U.S. appeals court overturns Medicare overpayment


Aug 13 - An U.S. appeals court revived a rule that requires private insurers that administer federally funded Medicare plans to return potentially billions of dollars in overpayments they receive based on incorrect diagnoses.

The unanimous decision by a committee of D.C. judges was unanimous. Circuit Court of Appeals in Washington was a setback for UnitedHealth Group Inc, which challenged the rule in a lower court successfully.

UnitedHealth did not immediately respond to a request for comment. Nor did the U.S. Department of Health and Human ServicesU.S. Department of Health and Human Services, which oversees Medicare, the federal health insurance plan for seniors and certain people with disabilities.

The 2014 Rule applies to so-called Medicare Advantage insurance plans, administered through HHS, but funded by private insurers like UnitedHealth.

HHS pays Medicare Advantage plans a base amount per beneficiary, adjusted according to diagnostic codes reflecting each beneficiary's individual risk factors.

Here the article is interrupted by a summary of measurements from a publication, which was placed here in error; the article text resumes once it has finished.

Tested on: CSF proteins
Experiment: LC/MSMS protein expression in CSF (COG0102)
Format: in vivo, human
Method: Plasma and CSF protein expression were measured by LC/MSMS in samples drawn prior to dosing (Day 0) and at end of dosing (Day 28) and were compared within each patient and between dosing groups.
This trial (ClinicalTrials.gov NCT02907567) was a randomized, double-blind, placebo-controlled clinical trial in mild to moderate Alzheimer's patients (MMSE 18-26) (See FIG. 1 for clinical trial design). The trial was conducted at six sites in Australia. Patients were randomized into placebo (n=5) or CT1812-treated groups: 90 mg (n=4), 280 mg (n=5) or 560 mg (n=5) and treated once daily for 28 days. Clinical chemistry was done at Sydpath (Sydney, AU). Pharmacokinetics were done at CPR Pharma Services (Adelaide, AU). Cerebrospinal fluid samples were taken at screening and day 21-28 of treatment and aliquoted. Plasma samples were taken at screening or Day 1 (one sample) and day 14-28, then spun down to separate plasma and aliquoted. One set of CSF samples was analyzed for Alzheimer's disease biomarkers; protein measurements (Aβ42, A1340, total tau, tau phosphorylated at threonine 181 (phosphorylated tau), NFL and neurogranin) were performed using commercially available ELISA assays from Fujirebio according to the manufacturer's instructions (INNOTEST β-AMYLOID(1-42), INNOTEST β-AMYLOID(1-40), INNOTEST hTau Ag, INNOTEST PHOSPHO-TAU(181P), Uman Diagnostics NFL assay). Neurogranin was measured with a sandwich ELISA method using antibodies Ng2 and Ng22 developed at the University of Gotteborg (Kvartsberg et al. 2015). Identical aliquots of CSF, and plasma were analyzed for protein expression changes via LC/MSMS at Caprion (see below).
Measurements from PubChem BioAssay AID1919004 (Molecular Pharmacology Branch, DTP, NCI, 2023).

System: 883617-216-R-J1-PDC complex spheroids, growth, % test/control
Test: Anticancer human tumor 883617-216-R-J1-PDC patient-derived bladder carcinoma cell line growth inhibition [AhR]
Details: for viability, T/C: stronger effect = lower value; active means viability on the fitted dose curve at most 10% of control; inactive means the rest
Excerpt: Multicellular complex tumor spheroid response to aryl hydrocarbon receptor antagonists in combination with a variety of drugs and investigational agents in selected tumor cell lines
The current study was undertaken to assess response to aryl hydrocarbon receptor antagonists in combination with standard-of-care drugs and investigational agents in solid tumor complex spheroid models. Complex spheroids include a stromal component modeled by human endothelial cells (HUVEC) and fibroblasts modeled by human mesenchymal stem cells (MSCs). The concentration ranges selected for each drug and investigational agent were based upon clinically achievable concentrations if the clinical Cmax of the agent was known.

Under the rule, if a Medicare Advantage insurer learns that it received a payment based on an unsupported diagnosis, it must return this payment within 60 days.

According to a 2016 federal audit, the government paid out about $16.2 billion in that year on non-supported diagnoses, nearly 10% of the total paid to Medicare Advantage insurers.

In its 2016 lawsuit, UnitedHealth argued that Medicare Advantage is treated differently from traditional Medicare, which pays providers on a fee-for-service basis and does not comprehensively audit claims for overpayments. The insurer said the difference ran afoul of traditional Medicare law's requirement of actuarial equivalence between Medicare Advantage and Medicare Advantage.

In 2018, U.S. District Judge Rosemary Collyer in Washington overturned the rule.

Circuit Judge Cornelia Pillard wrote to the appeals court panel however Friday that there was no basis to conclude that Congress intended the actuarial equivalence requirement to thwart insurers' obligation of returns overpayments.